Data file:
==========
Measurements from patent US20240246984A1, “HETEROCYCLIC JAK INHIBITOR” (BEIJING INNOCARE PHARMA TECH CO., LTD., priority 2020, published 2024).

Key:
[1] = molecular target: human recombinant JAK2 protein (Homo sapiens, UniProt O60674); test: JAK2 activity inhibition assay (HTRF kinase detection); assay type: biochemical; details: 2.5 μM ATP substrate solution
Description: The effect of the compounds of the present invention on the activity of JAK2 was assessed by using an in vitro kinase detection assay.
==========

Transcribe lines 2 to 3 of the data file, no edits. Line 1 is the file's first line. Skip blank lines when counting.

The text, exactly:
Key:
[1] = molecular target: human recombinant JAK2 protein (Homo sapiens, UniProt O60674); test: JAK2 activity inhibition assay (HTRF kinase detection); assay type: biochemical; details: 2.5 μM ATP substrate solution